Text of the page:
In an attempt to promote whole foods over costly supplements, I always encourage my clients to avoid taking a multivitamin or other supplements if they can balance their meals and eat a variety of foods from Canada’s Food Guide. Scientists have not been able to prove that taking vitamins and supplements in their pill form is as effective as getting these nutrients from the whole foods. In addition, you cannot overdose on vitamins and minerals from the amounts found in whole foods whereas you can see symptoms of toxicity if you take too many supplements.
This article discusses some of the effects of calcium supplements including an increased risk of heart attack in women who took calcium supplements. The theory behind this is that calcium supplements enter the blood stream in higher doses than dietary calcium and can deposit in arteries.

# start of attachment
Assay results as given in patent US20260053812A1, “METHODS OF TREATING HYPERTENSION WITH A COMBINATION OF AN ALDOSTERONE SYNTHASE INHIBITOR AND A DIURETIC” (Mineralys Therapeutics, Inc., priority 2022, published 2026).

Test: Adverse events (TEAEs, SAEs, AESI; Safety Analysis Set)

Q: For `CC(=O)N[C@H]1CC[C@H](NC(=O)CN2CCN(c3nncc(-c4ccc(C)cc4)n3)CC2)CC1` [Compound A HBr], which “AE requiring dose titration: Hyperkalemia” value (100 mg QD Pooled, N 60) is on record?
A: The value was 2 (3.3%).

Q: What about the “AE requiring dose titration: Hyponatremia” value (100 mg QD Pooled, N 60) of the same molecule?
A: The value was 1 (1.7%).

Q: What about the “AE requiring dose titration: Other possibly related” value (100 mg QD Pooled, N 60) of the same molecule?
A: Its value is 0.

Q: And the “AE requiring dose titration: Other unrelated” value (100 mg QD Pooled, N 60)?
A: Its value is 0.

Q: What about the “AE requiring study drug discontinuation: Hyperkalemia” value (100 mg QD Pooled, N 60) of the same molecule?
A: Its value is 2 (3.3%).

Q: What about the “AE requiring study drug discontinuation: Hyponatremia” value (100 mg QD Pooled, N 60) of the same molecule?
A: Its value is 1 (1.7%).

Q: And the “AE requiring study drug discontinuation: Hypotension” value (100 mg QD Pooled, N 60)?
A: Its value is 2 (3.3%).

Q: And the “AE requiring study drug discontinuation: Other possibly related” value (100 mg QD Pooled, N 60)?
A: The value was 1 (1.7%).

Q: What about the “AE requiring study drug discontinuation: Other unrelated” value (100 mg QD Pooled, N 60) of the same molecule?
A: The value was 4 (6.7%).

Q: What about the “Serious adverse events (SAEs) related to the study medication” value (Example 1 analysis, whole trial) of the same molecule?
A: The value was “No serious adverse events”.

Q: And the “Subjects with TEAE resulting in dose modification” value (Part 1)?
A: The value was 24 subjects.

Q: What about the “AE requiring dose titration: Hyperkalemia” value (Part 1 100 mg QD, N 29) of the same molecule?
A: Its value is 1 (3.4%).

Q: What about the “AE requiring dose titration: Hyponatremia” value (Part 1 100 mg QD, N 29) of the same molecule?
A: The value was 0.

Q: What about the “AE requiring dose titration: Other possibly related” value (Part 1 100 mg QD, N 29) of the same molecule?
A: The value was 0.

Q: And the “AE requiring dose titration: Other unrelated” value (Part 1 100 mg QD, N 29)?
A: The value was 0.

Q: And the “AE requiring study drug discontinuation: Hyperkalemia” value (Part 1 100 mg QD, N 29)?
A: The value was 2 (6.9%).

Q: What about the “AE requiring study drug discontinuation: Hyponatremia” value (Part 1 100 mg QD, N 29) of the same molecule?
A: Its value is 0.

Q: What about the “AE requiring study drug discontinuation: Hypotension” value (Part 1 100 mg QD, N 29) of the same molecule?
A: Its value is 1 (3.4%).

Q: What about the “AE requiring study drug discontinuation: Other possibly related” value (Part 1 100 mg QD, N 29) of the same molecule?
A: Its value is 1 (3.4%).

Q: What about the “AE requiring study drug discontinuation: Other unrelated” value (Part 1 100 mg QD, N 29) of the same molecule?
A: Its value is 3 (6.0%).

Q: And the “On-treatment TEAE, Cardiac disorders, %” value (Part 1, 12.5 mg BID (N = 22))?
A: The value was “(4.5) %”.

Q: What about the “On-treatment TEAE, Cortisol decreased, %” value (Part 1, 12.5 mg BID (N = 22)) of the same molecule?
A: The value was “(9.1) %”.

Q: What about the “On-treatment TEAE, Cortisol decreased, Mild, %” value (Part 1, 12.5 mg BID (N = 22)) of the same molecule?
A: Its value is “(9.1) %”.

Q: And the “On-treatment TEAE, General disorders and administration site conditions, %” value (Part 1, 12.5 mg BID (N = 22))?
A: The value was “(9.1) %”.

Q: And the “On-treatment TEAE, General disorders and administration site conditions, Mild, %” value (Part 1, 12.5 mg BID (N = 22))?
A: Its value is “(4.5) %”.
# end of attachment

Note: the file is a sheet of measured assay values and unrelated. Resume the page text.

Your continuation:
On the other hand, some studies have found that calcium supplementation reduced the risk of fractures and had no effect on risk of heart attack.
This seemingly contradictory information makes it hard to decide if calcium supplementation is right for you. Keep in mind that you can get enough calcium from your diet by eating foods rich in calcium such as dairy products (low fat milk and yogurt), fortified soy and other milk alternatives, and even spinach, canned fish with the bones in and Kale (the latter being lower sources of calcium compared to dairy).
If you do not eat a varied diet containing calcium rich foods or if you are on medications that may decrease calcium absorption, a calcium rich supplement may be appropriate for you, speak with your doctor or a Registered Dietitian for more information.